SINGAPORE: Electronic case files in the State Courts' online management system were viewed by up to nine unauthorised people who exploited a loophole in the system, the courts said in a statement on Wednesday (Nov 28).
This was the first time that the State Courts had encountered such an incident, a spokesman said in response to media queries.
The Integrated Criminal Case Filing and Management System (ICMS) is a system used to document criminal cases.
The State Courts were alerted to a possible vulnerability in the system on Nov 1.
A total of 223 electronic case files were accessed over the course of the year (2018). Most of them (89 per cent) were concluded cases, while the rest were ongoing cases.
Data accessed from the files included names, personal identity information, addresses, gender of the accused, information about the offences, as well as the status of the case.
"Immediate steps were taken to fix the vulnerability," said the State Courts. "The e-case files had not been tampered with, and the integrity of ongoing proceedings was not affected."
The type of cases accessed by the individuals included criminal cases, coroner's inquiries, magistrate's complaints and a youth court case.
"Our review suggests that this is not a hacking incident and we do not currently have reason to believe that the unauthorised access activities were coordinated," said the State Courts spokesman.
The vulnerability was not found in its other online case filing management systems.
ICMS is used by lawyers, the media and accused persons, with different layers of access for each group of users.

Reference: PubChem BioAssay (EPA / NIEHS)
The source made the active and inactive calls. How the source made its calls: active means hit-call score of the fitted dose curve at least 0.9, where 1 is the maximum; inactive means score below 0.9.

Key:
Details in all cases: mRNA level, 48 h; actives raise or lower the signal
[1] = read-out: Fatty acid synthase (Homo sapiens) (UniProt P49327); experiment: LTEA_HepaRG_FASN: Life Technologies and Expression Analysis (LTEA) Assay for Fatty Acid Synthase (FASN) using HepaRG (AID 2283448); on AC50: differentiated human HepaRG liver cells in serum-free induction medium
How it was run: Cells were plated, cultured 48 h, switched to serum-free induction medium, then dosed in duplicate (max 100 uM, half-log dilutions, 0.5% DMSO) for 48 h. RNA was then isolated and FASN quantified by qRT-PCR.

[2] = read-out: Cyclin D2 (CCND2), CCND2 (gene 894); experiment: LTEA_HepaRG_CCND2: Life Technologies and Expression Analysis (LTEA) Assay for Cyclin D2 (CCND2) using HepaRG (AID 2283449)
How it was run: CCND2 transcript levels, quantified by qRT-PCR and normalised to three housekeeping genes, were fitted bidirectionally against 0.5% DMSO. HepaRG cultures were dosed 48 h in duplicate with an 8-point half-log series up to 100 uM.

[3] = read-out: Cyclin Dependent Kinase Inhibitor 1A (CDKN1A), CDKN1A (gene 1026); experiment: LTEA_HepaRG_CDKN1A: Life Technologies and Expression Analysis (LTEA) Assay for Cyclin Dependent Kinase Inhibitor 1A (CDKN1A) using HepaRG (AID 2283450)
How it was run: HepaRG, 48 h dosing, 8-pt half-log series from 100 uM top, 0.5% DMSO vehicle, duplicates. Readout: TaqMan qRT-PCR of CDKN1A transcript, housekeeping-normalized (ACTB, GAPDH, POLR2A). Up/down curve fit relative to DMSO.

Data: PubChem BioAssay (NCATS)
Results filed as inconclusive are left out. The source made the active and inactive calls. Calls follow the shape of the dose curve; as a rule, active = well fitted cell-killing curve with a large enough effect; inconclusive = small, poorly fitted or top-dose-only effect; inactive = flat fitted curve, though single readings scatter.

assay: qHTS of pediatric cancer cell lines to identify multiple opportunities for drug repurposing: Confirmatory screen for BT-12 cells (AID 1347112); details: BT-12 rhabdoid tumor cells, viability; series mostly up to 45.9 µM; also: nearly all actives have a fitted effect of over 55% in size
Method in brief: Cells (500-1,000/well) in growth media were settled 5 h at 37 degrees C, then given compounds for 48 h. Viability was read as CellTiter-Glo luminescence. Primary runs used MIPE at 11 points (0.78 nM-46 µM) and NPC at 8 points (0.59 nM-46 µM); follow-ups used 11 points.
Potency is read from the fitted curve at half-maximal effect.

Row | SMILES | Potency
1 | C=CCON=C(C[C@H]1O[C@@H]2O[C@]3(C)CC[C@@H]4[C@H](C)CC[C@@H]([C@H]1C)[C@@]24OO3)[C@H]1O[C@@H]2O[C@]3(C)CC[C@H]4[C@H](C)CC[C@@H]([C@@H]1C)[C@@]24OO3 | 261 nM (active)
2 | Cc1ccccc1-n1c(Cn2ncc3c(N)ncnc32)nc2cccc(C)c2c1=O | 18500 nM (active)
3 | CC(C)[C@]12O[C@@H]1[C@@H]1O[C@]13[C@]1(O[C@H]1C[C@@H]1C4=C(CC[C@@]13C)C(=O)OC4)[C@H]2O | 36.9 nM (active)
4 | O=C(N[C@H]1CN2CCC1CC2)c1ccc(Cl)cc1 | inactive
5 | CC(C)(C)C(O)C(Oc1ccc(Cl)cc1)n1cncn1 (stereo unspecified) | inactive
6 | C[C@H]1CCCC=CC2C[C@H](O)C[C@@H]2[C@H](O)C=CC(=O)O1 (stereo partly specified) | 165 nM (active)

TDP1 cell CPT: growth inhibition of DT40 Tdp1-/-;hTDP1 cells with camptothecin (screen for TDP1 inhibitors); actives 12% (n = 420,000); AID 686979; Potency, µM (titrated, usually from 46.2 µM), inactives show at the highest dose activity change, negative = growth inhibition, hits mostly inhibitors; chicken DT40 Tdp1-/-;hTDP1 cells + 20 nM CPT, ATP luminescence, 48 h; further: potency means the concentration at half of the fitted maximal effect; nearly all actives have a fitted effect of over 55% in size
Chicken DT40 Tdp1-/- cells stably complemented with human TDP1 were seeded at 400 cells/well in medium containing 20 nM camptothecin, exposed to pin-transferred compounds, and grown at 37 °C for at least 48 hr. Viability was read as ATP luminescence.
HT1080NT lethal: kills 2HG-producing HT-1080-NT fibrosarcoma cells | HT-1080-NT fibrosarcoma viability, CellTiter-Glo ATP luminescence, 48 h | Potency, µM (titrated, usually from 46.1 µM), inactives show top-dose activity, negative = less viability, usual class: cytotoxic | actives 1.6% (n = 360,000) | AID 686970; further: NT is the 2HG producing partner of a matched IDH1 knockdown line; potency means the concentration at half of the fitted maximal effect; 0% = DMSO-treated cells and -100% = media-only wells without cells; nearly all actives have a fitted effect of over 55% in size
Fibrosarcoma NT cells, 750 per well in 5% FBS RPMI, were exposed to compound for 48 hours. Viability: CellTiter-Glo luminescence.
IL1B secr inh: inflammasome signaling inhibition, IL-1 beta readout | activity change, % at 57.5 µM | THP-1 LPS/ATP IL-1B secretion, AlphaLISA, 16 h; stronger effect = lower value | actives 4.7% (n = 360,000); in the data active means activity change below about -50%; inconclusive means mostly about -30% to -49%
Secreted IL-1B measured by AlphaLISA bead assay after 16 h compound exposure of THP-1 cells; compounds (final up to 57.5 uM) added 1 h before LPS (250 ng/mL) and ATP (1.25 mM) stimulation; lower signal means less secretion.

While the State Courts did not have information on the number of ICMS users, the spokesman said there were about 190,000 cases in the system as of Nov 19.
Those who have been accused of crimes can access the ICMS Accused Person portal with a valid account through SingPass authentication.
Preliminary findings show that a few such accused persons exploited a loophole in the ICMS system which allowed them to view court documents in other e-case files.
While the State Courts did not elaborate on what the loophole was, the spokesman said it was patched to prevent unauthorised access to court documents within 12 hours of being alerted to it.
They also reported the matter to the police.
Along with their system vendor Ecquaria Technologies, the State Courts implemented additional measures to protect the security and confidentiality of the information in ICMS by enhancing user access controls within the system.
Investigations by the police are ongoing and letters have been sent to all parties affected.
The State Courts said they have set up a dedicated email (email@example.com) and hotline (6435 5651) to address queries.
They said that they take a serious view of any unauthorised access of information in their case management systems and will do what is necessary to prevent similar incidents from occurring.